Over the last year, I’ve had three occasions to hear a speaker by the name of Terry Halliday, who holds appointments with the American Bar Foundation and Northwestern University in the fields of globalization and law. Working in the university context, he has developed a valuable model of engagement, that I think is quite valuable for the Christian community within which I work, and may equally be useful for other religious communities as well as any communities formed around ideas and deep commitments. The basic idea is conversation.
What is striking to me is that we often employ very different approaches to this. One is what I would call the closeted approach. We have very vigorous conversations, to be sure, regarding the things we care about, but we do this only within our own community. We may be involved in conversations outside our community as well, but in those contexts, we give no hint of how our deeply held beliefs inform our views. Likely, the reason is fear that we will be excluded from the conversation if we let people know who we are and the sources that shape our views. Sometimes it is simply a matter that we have never connected our faith or worldview with the discussion at hand. There is a disconnect between our deeply held beliefs and the important conversations that go on in a university, or in other public settings. We are effectively closeted, with our faith or other deep commitments not only personal but private. The question for any of us who take this approach is whether we can for long take this schizophrenic approach to life, whether we can for long hold to commitments that have no relevance outside our community of belief.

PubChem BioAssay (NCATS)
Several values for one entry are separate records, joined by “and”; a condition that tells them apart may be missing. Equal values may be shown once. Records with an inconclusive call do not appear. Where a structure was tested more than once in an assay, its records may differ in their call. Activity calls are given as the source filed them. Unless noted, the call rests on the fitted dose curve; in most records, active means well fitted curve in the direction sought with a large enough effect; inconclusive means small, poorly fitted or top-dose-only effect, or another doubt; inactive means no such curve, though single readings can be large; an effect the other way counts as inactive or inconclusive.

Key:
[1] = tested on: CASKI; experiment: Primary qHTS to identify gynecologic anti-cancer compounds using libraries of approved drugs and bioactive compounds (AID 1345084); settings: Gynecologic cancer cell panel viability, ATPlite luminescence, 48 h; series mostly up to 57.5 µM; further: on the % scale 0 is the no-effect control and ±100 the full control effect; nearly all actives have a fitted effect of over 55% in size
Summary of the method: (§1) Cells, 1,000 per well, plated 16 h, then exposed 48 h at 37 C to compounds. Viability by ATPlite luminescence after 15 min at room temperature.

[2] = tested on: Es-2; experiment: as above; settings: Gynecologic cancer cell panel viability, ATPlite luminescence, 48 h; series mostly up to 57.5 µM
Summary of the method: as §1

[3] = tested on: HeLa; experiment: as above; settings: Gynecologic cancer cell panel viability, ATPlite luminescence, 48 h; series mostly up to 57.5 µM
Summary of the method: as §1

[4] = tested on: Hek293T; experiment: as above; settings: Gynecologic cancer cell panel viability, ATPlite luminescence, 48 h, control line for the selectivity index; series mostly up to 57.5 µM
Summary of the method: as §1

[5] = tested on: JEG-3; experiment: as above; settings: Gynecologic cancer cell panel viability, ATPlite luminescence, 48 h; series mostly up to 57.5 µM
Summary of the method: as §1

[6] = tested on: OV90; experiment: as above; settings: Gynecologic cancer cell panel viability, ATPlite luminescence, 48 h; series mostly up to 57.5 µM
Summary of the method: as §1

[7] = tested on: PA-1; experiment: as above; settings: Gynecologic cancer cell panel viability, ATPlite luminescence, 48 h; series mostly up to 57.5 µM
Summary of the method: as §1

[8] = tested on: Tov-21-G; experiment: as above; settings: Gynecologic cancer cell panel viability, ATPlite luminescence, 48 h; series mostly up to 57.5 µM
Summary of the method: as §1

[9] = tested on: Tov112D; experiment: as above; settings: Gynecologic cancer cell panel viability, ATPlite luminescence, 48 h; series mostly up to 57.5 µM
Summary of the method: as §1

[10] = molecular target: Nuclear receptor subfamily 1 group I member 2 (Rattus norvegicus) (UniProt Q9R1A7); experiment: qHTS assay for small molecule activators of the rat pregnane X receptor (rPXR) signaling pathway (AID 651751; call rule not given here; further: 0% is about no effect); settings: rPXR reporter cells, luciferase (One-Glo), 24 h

The second approach is what I would call the confrontational approach. On the campus I work there are preachers who show up in warm weather who basically tell people they are going to hell, who denounce passing students for what they wear and for their presumed activities. That is an extreme version of confronting but it illustrates what is at the heart of this approach. It is essentially a monologue. There is no discussion where others are seriously listened to and understood. Presumptions are made without personal knowledge of the other. While it has the advantage of being able to say you have been faithful to the core of your message, it is rare that this approach is appreciated.
What Dr. Halliday has advocated (most recently at a conference I’ve just returned from), is the model of conversing. He notes that a conversation is:
- An exchange
- An expression of inquisitiveness
- An expression of wonder—inquiry
- A relationship building experience
- A prelude to action
Many of us are finding that there are in fact important conversations to be had in the university on everything from the high incidence of depression among grad students to issues around race and gender, to discussions of the values and ethics that inform the development and applications of various technologies to societal issues like sustainability, various forms of inequality, and more. And we are finding that people deeply appreciate real conversations, where respect and mutual learning occur (do we think we can also learn from others?). We are finding that many are interested in knowing how our faith perspective informs our thought about an issue, when we are also open and interested in the perspectives of others.
Perhaps the greatest challenge is whether we have thought about our beliefs in more than personal terms. Have we considered their relevance to the work we do, to the headlines in today’s paper, to the important issues of the day? Have we deeply mined the resources of our faith, or simply repeated the things we learned in our youth?
I like the last two points Dr. Halliday mentions. Conversing can lead to warm relationships, even with those with whom we many differ, and they may sometimes lead to shared beliefs and ideas on which we act together. That seems to be something we can use more of.